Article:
Struggling with Big Data in the Stone Age

Did you know cavemen were already dealing with big data issues?

Guest blog by Jonas Vandenbruaene is a business-engineering student at the University of Antwerp

Nowadays everyone is talking about data & analytics. Executives are figuring out how to turn it into value, researchers are writing huge amounts of papers about it and students are enrolling in massive numbers in data science programs.

This would lead to believe that data & analytics are a recent phenomenon. And indeed, there are convincing reasons that show analytics is more important and relevant than ever. However, the underlying idea of analytics- the urge to understand the nature of our reality and to act accordingly- is as old as humanity itself.

What’s even more surprising is that people seem to have solved an enormous big data problem several millennia ago. To see how, let us summarize a chapter from Yuval Noah Harari’s great book ‘A Brief History of Humankind’.

Memory Overload

For millennia our ancestors have been living as foragers hunting for animals and looking for sweet berries. At this point in history data was already crucial. If you always forgot that snakes are dangerous and red mushrooms are poisonous your chances of survival were slim. Luckily, the amount of important data was small so people could store everything they needed to know in their brains. However, when humans started living in bigger settlements and communities the limits of our brainpower became painfully obvious.

Living in these larger societies required an entirely different mental skillset. Many problems that arose were data related and could not be solved with the conventional technique of the day: memorization. For example, local rulers had to know how much grain they had in their inventories and whether it was enough to survive the winter. There were taxes to be collected from thousands of inhabitants and thus payment data that had to be stored. There were legal systems that had to handle property data and ever growing families that had to keep track of their family tree. There was just so much more data around than before that just learning everything by heart, like we had been doing for millennia, was never going to work out.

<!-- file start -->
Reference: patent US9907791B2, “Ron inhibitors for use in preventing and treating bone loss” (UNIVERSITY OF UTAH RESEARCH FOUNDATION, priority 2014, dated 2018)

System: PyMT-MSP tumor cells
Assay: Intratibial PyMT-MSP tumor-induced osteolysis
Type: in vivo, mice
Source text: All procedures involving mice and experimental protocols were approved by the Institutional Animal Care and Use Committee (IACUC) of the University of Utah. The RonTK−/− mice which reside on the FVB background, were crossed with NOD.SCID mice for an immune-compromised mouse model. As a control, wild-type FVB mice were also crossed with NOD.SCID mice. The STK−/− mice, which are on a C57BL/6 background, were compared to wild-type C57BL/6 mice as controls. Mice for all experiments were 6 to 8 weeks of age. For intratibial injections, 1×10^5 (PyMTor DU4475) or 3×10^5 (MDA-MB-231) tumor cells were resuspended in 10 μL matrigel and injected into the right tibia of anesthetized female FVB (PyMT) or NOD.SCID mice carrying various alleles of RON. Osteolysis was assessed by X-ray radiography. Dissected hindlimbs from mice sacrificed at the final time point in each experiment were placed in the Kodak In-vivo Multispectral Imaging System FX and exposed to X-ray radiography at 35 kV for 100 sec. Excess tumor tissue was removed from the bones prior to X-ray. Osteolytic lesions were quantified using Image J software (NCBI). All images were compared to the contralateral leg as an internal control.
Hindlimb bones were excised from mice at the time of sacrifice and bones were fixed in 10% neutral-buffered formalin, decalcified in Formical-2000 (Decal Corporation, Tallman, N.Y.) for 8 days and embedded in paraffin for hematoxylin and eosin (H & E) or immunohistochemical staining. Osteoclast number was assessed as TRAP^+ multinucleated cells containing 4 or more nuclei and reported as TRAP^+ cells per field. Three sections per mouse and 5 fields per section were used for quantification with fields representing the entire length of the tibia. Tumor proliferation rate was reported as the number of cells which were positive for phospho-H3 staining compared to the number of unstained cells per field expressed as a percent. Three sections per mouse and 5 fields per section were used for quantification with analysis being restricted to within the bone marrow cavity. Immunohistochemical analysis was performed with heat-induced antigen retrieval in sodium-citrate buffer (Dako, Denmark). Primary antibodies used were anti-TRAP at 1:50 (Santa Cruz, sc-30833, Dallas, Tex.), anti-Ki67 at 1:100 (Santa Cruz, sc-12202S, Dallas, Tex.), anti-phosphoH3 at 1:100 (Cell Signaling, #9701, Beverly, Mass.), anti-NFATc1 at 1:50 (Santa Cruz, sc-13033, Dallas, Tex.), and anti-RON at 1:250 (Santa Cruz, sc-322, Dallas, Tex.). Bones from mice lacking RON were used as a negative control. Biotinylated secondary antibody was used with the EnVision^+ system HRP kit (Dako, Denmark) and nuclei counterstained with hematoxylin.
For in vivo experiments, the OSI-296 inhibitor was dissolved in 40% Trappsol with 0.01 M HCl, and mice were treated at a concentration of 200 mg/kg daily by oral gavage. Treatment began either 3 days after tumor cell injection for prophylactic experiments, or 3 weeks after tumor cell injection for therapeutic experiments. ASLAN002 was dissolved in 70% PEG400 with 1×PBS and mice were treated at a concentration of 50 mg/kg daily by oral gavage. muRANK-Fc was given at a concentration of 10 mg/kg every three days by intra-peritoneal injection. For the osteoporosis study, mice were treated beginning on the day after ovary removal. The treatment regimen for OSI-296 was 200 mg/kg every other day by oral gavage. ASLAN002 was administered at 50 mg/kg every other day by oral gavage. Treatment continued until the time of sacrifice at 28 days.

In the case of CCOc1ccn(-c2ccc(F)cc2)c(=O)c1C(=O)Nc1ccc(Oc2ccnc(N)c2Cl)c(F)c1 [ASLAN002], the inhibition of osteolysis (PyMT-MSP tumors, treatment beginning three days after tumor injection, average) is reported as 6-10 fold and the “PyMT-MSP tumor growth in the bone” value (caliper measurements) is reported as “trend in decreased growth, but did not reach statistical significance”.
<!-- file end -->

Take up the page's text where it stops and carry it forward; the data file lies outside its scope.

What we needed was a quantum leap. Thus our ancestors conceived a genius system roughly 5000 years ago that encoded their thoughts into abstract symbols, which in turn could be interpreted by others who were familiar with the rules of this system. This made storing and processing information outside early humans’ brains possible for the first time ever. Writing was born.

Figure 1: early writing on clay tablets, Mesopotamia 3000 BC

Big data 2.0

It is astonishing how closely these data issues in early human civilizations are related to the current struggle of companies and governments to store and process evermore data.

Today, the total amount of data is increasing at the astonishing rate of 40% per year as depicted in figure 2.

Figure 2: total amount of data in ZB

To get a sense of how huge this is, let’s consider the following statistics:

This incredible amount of data can be of tremendous value for a company if it knows how to extract information from it. However, researchers estimate only 0.5% of all data is ever analyzed. Clearly, there is a vast ocean of undiscovered data waiting to be analyzed and turned into value.

Just like 5000 years ago, when simple memorization was not longer able to store and analyze data efficiently, companies today are witnessing their traditional analytics systems are not longer effective to tame the big data tsunami.

Just like memorization was replaced by writing, traditional databases are replaced by distributed systems. The quantum leap necessary to make data analytics on a vast scale possible.


Big data turns out to be a 5000-year-old problem! The big data architect could turn out to be the second oldest profession after all…